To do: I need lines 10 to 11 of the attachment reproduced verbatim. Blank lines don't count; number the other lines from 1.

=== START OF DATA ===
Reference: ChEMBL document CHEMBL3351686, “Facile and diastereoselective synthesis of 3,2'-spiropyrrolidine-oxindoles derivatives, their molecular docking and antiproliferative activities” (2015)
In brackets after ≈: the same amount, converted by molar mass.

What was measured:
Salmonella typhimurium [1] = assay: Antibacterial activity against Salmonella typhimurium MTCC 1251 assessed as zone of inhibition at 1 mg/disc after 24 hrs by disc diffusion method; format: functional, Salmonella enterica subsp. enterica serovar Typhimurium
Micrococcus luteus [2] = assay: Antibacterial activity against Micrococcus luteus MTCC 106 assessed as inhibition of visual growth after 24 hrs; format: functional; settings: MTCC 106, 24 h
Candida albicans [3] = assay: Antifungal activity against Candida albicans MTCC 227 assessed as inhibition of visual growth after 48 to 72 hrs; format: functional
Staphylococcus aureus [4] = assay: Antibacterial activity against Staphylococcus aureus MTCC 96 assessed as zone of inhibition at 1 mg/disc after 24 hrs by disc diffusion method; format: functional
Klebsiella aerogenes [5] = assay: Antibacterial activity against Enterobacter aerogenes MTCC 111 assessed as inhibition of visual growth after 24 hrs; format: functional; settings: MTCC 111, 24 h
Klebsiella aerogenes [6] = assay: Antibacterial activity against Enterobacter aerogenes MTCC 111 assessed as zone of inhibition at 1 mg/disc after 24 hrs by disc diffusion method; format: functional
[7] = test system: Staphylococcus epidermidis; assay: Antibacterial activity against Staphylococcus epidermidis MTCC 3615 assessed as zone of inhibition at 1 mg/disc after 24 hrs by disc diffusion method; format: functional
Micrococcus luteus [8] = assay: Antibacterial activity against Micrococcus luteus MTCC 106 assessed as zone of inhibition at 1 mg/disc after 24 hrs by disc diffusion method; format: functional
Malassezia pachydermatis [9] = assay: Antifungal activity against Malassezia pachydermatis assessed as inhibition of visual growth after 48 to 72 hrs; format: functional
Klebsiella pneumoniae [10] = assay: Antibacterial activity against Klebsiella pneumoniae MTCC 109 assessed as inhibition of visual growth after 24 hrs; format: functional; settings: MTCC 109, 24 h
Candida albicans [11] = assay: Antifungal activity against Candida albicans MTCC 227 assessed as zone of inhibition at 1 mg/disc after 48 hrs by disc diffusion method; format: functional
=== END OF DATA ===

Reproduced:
[7] = test system: Staphylococcus epidermidis; assay: Antibacterial activity against Staphylococcus epidermidis MTCC 3615 assessed as zone of inhibition at 1 mg/disc after 24 hrs by disc diffusion method; format: functional
Micrococcus luteus [8] = assay: Antibacterial activity against Micrococcus luteus MTCC 106 assessed as zone of inhibition at 1 mg/disc after 24 hrs by disc diffusion method; format: functional